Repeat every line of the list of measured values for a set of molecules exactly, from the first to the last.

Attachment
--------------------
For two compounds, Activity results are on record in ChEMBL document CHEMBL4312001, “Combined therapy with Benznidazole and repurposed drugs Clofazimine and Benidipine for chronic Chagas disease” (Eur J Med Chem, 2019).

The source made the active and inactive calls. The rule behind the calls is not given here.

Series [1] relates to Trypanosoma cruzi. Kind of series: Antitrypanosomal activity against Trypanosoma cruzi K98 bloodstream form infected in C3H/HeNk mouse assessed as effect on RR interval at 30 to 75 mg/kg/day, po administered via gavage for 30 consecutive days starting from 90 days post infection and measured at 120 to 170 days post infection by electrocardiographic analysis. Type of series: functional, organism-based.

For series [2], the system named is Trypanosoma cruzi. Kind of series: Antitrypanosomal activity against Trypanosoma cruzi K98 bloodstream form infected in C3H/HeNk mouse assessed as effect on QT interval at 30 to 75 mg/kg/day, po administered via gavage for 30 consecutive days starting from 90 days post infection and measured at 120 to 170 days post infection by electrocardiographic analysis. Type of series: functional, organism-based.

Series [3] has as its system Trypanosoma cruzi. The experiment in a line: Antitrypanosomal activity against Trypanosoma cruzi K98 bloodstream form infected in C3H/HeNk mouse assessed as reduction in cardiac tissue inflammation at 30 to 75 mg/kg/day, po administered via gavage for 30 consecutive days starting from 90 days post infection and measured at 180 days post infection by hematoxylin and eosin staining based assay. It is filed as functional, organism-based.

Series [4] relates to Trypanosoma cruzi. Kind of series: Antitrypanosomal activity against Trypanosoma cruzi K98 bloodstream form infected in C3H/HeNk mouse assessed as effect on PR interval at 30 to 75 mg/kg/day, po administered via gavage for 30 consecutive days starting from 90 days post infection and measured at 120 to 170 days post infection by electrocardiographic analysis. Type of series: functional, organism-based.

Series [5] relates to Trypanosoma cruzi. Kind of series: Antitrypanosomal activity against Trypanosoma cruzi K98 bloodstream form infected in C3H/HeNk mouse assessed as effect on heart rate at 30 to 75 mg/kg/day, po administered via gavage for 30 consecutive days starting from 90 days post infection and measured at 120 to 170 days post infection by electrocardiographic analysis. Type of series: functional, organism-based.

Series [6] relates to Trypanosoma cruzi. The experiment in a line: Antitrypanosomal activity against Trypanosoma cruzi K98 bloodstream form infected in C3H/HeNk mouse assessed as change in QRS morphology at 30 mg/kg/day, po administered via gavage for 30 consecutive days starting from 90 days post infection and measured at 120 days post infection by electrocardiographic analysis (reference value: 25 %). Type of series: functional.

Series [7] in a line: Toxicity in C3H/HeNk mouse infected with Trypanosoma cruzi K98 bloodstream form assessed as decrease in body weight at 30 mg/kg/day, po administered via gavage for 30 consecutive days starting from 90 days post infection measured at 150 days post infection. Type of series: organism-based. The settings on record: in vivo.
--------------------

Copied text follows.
For two compounds, Activity results are on record in ChEMBL document CHEMBL4312001, “Combined therapy with Benznidazole and repurposed drugs Clofazimine and Benidipine for chronic Chagas disease” (Eur J Med Chem, 2019).

The source made the active and inactive calls. The rule behind the calls is not given here.

Series [1] relates to Trypanosoma cruzi. Kind of series: Antitrypanosomal activity against Trypanosoma cruzi K98 bloodstream form infected in C3H/HeNk mouse assessed as effect on RR interval at 30 to 75 mg/kg/day, po administered via gavage for 30 consecutive days starting from 90 days post infection and measured at 120 to 170 days post infection by electrocardiographic analysis. Type of series: functional, organism-based.

For series [2], the system named is Trypanosoma cruzi. Kind of series: Antitrypanosomal activity against Trypanosoma cruzi K98 bloodstream form infected in C3H/HeNk mouse assessed as effect on QT interval at 30 to 75 mg/kg/day, po administered via gavage for 30 consecutive days starting from 90 days post infection and measured at 120 to 170 days post infection by electrocardiographic analysis. Type of series: functional, organism-based.

Series [3] has as its system Trypanosoma cruzi. The experiment in a line: Antitrypanosomal activity against Trypanosoma cruzi K98 bloodstream form infected in C3H/HeNk mouse assessed as reduction in cardiac tissue inflammation at 30 to 75 mg/kg/day, po administered via gavage for 30 consecutive days starting from 90 days post infection and measured at 180 days post infection by hematoxylin and eosin staining based assay. It is filed as functional, organism-based.

Series [4] relates to Trypanosoma cruzi. Kind of series: Antitrypanosomal activity against Trypanosoma cruzi K98 bloodstream form infected in C3H/HeNk mouse assessed as effect on PR interval at 30 to 75 mg/kg/day, po administered via gavage for 30 consecutive days starting from 90 days post infection and measured at 120 to 170 days post infection by electrocardiographic analysis. Type of series: functional, organism-based.

Series [5] relates to Trypanosoma cruzi. Kind of series: Antitrypanosomal activity against Trypanosoma cruzi K98 bloodstream form infected in C3H/HeNk mouse assessed as effect on heart rate at 30 to 75 mg/kg/day, po administered via gavage for 30 consecutive days starting from 90 days post infection and measured at 120 to 170 days post infection by electrocardiographic analysis. Type of series: functional, organism-based.

Series [6] relates to Trypanosoma cruzi. The experiment in a line: Antitrypanosomal activity against Trypanosoma cruzi K98 bloodstream form infected in C3H/HeNk mouse assessed as change in QRS morphology at 30 mg/kg/day, po administered via gavage for 30 consecutive days starting from 90 days post infection and measured at 120 days post infection by electrocardiographic analysis (reference value: 25 %). Type of series: functional.

Series [7] in a line: Toxicity in C3H/HeNk mouse infected with Trypanosoma cruzi K98 bloodstream form assessed as decrease in body weight at 30 mg/kg/day, po administered via gavage for 30 consecutive days starting from 90 days post infection measured at 150 days post infection. Type of series: organism-based. The settings on record: in vivo.